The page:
Written by Ed Whelan, Contributing Writer, Classical Wisdom
Many ancient civilizations had fertility goddesses that played a crucial role in their religion. Rome was no exception. Perhaps the best-known fertility goddess in ancient Italy was Flora. She was an exceedingly popular goddess and every year a major festival, the Floralia, was held in her honor.
The Goddess Flora
Flora from a fresco in Pompeii
The name Flora ultimately derives from the Indo-European word for flower. It appears that the name Flora was a combination of ancient Latin and Oscan, a tongue native to southern Italy. There is also clear Greek influence in the development of this fertility deity. Some scholars believe that Flora’s true origin is a very ancient Italian fertility goddess.
There is some evidence that the Romans incorporated the worship of the goddess prior the foundation of the Republic. This was quite common, as the Romans tended to adopt gods and deities whom they believed would be useful.
There was a magnificent temple dedicated to Flora in the Circus Maximus, testifying to her importance and influence in the Roman world. She was regarded as one of the fourteen most important gods and goddesses and one of the few with her own flamen (priests or priestesses). 
Flora was associated with vegetation and flowering plants. The Romans honored her in order to ensure her continued blessing on their lands. This was crucial for an ancient people dependent on agriculture. The goddess was worshipped throughout the Roman Republic and into the Roman Empire, until the coming of Christianity. 
The Greek equivalent of Flora was Chloris. Her importance to the Romans can be seen in the many coins that bear her image. The goddess’ name has been used as the botanical term flora and is also a popular girl’s name.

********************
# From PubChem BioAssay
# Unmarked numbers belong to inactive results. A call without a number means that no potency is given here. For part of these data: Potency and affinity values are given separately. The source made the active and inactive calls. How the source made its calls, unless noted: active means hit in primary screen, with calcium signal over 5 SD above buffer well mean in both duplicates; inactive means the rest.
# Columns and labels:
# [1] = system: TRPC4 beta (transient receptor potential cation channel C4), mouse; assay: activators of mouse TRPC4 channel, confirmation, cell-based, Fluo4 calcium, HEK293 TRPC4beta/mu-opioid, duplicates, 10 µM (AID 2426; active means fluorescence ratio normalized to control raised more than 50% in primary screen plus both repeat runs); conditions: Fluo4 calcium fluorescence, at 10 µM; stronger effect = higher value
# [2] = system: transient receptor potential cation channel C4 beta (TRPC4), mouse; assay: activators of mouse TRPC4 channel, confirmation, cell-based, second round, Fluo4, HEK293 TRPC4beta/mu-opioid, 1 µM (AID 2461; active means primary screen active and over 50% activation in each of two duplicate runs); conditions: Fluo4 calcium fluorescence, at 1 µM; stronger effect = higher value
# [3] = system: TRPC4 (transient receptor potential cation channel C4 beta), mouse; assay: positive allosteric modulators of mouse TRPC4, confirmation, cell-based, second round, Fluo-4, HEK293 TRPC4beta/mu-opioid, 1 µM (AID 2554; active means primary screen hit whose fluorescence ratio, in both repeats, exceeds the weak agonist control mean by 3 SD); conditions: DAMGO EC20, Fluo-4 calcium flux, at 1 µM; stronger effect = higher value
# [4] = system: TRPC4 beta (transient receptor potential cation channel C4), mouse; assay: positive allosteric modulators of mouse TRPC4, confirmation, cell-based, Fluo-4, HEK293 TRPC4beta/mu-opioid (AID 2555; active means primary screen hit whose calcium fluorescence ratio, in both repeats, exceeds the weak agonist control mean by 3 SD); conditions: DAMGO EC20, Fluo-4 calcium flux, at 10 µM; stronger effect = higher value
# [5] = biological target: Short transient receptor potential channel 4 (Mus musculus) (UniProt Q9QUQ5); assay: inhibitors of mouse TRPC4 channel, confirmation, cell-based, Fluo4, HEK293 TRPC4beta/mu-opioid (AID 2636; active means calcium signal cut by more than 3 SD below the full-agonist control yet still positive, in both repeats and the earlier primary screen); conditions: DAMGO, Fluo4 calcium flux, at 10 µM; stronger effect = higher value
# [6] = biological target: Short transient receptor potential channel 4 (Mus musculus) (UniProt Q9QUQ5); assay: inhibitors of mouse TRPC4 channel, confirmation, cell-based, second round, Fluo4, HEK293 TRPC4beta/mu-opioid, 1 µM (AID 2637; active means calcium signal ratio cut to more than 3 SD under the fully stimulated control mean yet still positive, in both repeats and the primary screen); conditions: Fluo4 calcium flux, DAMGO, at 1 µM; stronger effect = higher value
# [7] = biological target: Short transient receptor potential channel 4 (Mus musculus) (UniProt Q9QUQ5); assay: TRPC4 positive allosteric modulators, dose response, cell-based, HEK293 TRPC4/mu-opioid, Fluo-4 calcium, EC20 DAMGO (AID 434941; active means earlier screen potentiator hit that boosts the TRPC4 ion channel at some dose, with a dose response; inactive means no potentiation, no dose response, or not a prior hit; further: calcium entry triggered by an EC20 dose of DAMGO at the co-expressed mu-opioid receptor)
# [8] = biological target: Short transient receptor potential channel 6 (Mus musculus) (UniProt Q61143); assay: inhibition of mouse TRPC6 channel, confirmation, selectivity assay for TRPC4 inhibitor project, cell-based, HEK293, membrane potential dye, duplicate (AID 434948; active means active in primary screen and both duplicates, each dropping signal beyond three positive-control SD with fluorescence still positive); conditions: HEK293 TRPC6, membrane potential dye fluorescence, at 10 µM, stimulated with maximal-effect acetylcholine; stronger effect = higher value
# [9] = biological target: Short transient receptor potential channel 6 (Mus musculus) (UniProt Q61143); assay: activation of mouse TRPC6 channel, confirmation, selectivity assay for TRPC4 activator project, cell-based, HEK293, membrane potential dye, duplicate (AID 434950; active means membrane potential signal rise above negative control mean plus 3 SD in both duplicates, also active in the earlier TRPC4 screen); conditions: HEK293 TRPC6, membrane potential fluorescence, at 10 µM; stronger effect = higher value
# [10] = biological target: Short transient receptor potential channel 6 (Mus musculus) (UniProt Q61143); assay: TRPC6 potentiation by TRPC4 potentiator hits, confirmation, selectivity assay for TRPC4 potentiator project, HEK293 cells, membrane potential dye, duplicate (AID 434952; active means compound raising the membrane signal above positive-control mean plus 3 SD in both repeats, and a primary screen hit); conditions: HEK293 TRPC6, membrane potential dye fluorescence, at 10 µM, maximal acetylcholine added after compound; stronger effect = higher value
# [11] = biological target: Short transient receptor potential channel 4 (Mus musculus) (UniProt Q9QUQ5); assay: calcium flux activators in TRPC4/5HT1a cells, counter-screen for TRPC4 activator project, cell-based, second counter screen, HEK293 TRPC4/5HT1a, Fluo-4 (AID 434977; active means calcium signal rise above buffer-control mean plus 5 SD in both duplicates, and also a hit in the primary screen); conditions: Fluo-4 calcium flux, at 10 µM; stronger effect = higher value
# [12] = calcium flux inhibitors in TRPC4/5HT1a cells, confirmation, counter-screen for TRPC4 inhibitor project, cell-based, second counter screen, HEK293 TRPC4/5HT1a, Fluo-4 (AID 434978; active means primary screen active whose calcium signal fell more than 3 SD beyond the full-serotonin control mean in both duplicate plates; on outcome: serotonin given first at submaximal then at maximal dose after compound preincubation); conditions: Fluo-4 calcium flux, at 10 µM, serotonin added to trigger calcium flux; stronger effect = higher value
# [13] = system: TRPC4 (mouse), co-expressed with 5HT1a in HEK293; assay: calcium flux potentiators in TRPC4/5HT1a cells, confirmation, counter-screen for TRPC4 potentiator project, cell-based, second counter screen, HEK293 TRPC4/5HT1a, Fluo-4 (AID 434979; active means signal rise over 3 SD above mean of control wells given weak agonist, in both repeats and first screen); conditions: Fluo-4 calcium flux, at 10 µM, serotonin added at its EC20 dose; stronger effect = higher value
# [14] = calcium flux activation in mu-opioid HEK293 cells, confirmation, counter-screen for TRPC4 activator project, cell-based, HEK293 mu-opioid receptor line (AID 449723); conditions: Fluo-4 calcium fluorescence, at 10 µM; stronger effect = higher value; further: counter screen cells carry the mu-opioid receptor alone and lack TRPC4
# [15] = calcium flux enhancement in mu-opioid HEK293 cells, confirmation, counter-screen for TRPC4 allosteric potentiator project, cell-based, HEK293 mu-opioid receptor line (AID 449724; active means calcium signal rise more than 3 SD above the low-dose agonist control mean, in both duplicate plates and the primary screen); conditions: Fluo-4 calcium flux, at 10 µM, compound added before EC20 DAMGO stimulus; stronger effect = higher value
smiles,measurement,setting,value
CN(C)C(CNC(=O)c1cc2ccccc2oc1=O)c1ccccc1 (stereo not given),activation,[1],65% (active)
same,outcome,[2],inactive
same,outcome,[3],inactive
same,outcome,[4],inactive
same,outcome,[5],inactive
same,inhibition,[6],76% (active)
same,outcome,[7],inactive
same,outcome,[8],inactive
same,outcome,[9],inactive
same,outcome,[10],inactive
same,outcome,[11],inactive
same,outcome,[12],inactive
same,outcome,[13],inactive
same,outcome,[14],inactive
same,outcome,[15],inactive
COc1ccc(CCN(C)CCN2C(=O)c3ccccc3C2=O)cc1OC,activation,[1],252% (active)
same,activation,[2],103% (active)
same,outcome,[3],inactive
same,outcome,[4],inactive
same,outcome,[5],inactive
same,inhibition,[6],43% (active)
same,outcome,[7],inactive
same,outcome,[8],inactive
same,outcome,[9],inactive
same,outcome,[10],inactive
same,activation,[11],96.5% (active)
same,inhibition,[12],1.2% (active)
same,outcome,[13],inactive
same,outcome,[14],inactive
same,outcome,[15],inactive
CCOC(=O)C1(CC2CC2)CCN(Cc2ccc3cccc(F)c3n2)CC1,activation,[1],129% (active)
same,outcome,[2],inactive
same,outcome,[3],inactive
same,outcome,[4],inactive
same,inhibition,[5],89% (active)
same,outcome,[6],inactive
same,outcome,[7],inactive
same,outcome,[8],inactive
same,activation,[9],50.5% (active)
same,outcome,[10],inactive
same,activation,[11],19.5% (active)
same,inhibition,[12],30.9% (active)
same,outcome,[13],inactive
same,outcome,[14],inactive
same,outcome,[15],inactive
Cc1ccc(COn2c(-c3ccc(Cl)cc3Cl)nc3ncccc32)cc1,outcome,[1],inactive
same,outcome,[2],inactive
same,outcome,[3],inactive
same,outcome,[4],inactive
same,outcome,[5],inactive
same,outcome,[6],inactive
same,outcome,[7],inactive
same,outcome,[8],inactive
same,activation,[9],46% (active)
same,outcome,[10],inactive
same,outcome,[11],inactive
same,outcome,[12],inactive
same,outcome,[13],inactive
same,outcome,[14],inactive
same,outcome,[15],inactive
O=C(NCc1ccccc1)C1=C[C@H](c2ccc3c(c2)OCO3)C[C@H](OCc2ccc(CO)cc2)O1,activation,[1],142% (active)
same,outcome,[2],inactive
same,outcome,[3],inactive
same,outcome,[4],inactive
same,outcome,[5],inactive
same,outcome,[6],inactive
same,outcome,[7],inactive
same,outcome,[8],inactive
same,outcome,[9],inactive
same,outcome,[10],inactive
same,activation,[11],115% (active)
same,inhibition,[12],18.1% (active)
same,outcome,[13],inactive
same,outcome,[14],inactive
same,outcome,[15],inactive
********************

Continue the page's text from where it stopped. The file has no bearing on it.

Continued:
Myths About Flora
Flora and Zephyr, by Jan Brueghel the Elder and Peter Paul Rubens, 1617
There are a number of myths about Flora. Most are recorded in the work of the first-century poet Ovid, who wrote that originally the goddess was a nymph who transformed into Flora after being kissed by Zephyrus, the God of the West Wind. She was depicted as having the power to make both nature and humans more fertile.
In one account, she helped Juno to become pregnant with a child in revenge for Jupiter giving birth to Minerva from his head. Flora did this with a magical plant. In some myths, the goddess Flora was associated with Aphrodite, the goddess of desire and love.
The Floralia
Floralia, by Hobbe Smith, 1898
The festival of Floralia was established around 250 BC and soon became one of the most popular in the Roman calendar. The festival was a five-day affair that fell, in our calendar, in late April and lasted until May.
According to legend, the festival was first instituted on the advice of the Sibylline Books, which were considered prophetic. For the Romans, the festival symbolized the cycle of life, birth, and death. It honored Flora and was a time of dancing, gathering of flowers and the wearing of colorful clothes.
The festival was also an occasion to hold Public Games, which were paid for from fines levied throughout the year. These Games lasted six days. The Games and the festival were both administered by the Roman magistrate, the aedile.
Generally, the Floralia opened with theatrical performances, often mimes that could even include a naked actress. Then came the first day of the Games and at night, a ceremonial sacrifice to Flora. There were great efforts made to make the theatrical events around the festivities enjoyable and in 69 AD a tightrope-walking elephant was part of the celebrations!
The festival gained popularity, prompting Julius Caesar to proclaim the Floralia an official holiday. It is considered an important social event in ancient Roman society, as it fostered a sense of community and allowed people to enjoy themselves after the hardships of winter. 
Some scholars believe that the Floralia was the inspiration for the May Day Festival, which is still popular in many Northern European countries. The goddess Flora was also reverenced by humanists in Renaissance Europe, who featured her in paintings, sculptures, and poetry.
The figure of Flora has been painted by some of the greatest painters in the Western tradition, such as Botticelli and Poussin.
Detail of Flora from Primavera by Botticelli, c. 1482
Flora was an important Roman goddess. The worship and cult of Flora are testament to the importance of the natural life cycle for the ancient Romans. The festival of Floralia help unite ancient Roman society as they came together to celebrate the magnificent of nature and the joy of Spring through art and sport.
Berrens, D., 2019. The meaning of flora. Humanistica Lovaniensia. Journal of Neo-Latin Studies, 68(1), pp.237-249.